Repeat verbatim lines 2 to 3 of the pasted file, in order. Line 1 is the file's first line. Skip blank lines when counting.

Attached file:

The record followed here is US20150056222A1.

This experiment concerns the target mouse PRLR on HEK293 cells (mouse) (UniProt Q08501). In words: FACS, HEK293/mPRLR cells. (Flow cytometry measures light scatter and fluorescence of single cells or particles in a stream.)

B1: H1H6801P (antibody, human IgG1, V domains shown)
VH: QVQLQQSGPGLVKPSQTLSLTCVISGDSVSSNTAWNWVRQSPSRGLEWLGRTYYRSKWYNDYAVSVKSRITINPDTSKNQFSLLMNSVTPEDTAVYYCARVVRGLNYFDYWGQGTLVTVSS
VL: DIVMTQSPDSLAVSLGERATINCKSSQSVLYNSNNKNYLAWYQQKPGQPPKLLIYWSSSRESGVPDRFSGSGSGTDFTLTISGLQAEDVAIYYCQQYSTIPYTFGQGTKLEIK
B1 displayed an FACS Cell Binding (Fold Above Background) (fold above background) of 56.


This experiment concerns the target mouse PRLR on HEK293 cells (mouse) (UniProt Q08501). In words: FACS, HEK293/mPRLR cells. (Flow cytometry measures light scatter and fluorescence of single cells or particles in a stream.)

B1: H1H6801P (antibody, human IgG1, V domains shown)